By Jessica Salerno-Shumaker, OSCPA senior content manager
While CPAs should always be on the lookout for fraud, poor decisions are usually made when clients begin to undergo financial strain.
“When somebody is on the verge of bankruptcy or financial problems, accountants need to think about everything they usually do in terms of fraud detection,” said Jim Lanik, JD, partner at Waldrep Wall Babcock & Bailey PLLC. “And realize that when things get tough, people get desperate.”
Lanik specializes in business bankruptcy and municipal law and will present on bankruptcy fraud at the upcoming Aug. 29 Fraud & Forensic Conference. He’ll give an overview of the process, what it means to be in bankruptcy, the responsibilities of debtors and more.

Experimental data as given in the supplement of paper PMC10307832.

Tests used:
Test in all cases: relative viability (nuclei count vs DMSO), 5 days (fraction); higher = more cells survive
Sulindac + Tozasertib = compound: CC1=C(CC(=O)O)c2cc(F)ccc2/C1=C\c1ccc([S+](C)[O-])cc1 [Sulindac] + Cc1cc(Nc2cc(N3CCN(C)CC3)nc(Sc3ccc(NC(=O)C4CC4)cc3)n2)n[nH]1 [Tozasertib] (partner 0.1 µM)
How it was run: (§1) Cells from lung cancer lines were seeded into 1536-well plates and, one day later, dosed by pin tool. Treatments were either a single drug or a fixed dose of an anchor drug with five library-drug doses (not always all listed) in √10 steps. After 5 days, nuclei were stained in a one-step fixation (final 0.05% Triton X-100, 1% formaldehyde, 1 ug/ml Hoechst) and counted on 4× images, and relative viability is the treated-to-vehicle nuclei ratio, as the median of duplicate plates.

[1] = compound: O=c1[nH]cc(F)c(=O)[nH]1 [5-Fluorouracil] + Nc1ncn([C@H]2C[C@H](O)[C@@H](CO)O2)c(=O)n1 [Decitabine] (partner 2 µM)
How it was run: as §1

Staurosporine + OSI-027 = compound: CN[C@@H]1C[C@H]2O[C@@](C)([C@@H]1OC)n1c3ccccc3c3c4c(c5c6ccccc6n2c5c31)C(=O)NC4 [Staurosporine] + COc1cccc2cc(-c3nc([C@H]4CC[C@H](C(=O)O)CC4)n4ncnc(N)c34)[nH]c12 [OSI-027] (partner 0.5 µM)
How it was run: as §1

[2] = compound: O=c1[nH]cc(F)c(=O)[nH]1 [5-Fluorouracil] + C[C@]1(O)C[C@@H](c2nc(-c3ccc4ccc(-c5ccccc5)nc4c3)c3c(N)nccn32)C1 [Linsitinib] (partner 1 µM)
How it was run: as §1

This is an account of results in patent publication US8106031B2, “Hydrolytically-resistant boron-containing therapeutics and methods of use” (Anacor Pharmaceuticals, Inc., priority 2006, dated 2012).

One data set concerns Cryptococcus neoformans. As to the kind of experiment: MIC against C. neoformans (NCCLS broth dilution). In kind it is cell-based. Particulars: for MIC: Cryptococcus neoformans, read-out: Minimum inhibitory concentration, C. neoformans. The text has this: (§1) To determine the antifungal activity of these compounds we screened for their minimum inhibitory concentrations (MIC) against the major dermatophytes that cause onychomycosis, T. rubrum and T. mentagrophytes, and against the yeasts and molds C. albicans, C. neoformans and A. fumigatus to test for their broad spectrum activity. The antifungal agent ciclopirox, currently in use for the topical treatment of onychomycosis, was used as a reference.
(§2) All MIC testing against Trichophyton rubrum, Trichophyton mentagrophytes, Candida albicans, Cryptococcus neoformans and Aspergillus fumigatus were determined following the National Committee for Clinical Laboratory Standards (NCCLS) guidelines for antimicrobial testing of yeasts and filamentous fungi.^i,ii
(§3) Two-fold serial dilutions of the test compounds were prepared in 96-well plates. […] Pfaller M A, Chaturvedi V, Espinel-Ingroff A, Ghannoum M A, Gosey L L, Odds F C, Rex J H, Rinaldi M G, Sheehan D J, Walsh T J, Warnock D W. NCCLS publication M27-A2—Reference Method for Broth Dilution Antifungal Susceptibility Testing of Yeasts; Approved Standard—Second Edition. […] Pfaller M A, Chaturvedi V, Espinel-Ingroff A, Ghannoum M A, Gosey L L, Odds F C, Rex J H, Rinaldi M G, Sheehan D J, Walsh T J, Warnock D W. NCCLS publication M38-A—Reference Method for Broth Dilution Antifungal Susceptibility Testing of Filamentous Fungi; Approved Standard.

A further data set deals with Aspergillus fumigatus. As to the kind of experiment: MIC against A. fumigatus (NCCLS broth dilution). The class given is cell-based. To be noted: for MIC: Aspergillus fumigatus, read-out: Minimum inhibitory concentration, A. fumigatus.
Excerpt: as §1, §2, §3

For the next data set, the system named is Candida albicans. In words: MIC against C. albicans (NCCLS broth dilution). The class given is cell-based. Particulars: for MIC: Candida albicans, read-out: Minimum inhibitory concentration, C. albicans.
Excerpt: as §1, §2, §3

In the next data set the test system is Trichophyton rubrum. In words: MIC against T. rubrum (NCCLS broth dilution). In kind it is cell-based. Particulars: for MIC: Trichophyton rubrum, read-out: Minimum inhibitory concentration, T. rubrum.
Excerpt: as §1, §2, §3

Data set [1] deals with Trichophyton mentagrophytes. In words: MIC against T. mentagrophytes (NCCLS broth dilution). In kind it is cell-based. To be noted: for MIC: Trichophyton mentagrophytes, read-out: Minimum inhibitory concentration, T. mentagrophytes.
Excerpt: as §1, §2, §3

“My experience is that people who don't know a lot about bankruptcy don't know what they don't know,” he said. “Generally, there's a misconception that you don't have to put everything you own through bankruptcy. When they file, someone might think they can keep their house or car out of bankruptcy. That’s not how it works.”
Lanik said bankruptcy operates on the policy of being completely open and honest, and that those going through bankruptcy don’t get to choose only certain debts and assets to surrender.
“In the context of bankruptcy, fraud is a big problem because it undermines the entire foundation of the system,” he said.
The most common type of bankruptcy fraud Lanik said he sees is misstatements in the petition. This is when the person declaring bankruptcy is undervaluing the value of an asset or hiding an asset, and usually occurs when the individual is trying to protect something.
Sometimes business owners filing for bankruptcy will attempt to undervalue the scope or value of their business, and in doing so will provide false statements to their accountant.
“Bankruptcy isn't something people should be scared of,” Lanik said. “It's complicated and it's a very serious matter. But it's a tool. And it can be a tool that in the right situation can achieve your clients’ goals.”